Michael Warring-great new restaurant in Vallejo
I’ve been wanting to recommend this place all summer but I’ve been really busy. It’s a relatively new restaurant in Vallejo. It’s a California cuisine flavored restaurant in Vallejo, kind of in the same vein as Commis. It’s a fix price menu at a reasonable price (when we went I think it was about $50 per person. Vallejo is s pretty bleak culinary destination and it’s nice to have a decent restaurant here. We went about a month ago and had a very enjoyable meal. We hope to go back soon. Will write a review the next time I go.
We went back to MW last night with friends and had an astonishingly great meal. There is always a multiple course fixed price menu here. Thursday night was $59 per person. Here is what we ate:
beer & cheese velouté
sabayon, dill pollen, mesquite
This was served in a jar with mesquite smoke. The velouté was deeply flavored but not heavy. The smoke added an interesting layer of flavor to the dish.
trout roe, meyer lemon curd, satsuma mandarin air
The Kampachi was extremely fresh and paired well with the trout roe and seasonings.
pork belly snow, black truffle jus
This was amazing. I have had so many pasta dishes flavored with truffle that are just meh. In this dish the truffle flavor was seamlessly integrated and perfectly complimented the rich umami flavors from the pork. The pasta was perfectly cooked and pork belly tender and delicious. One of the top 10 tastiest things I have eaten all year.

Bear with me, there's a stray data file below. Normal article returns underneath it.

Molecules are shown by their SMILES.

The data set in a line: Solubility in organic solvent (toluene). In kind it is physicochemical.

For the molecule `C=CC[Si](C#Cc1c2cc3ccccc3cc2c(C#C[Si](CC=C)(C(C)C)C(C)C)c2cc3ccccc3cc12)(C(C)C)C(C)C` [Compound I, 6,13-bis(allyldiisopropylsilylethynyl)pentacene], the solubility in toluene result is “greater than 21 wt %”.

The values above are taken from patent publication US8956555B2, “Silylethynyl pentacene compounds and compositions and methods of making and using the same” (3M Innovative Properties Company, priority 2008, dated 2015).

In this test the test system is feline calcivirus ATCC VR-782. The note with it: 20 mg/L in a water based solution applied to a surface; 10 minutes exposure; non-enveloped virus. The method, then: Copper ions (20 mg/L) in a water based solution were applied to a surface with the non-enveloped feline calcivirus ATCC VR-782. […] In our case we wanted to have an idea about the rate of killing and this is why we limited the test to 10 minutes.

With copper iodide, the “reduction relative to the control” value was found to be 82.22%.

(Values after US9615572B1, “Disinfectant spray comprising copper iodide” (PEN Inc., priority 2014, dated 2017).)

italian sweet pepper, aerated persimmon, black trumpet mushroom, radish
Often the flavor of wild mushrooms gets lost in a dish. But the chef really brought out the rich earthy flavor of the black trumpets which paired perfectly with The duck tender duck and persimmon purée. I don't remember ever eating a dish where the flavor of mushrooms was so well showcased.
vanilla ice cream, cinnamon sugar brioche crumbs, salted caramel, dark chocolate
Have to admit I was skeptical. I am picky about desserts and have been disappointed with dense cloying marshmallow desserts at other restaurants. But this dish was spot on. The marshmallow was a long thin rectangular piece that was toasted. The inside was soft. It captured the best aspects of marshmallows toasted by the campfire. Near the center of the plate was the ice cream which complimented the dish and cinnamon which added an warm flavor.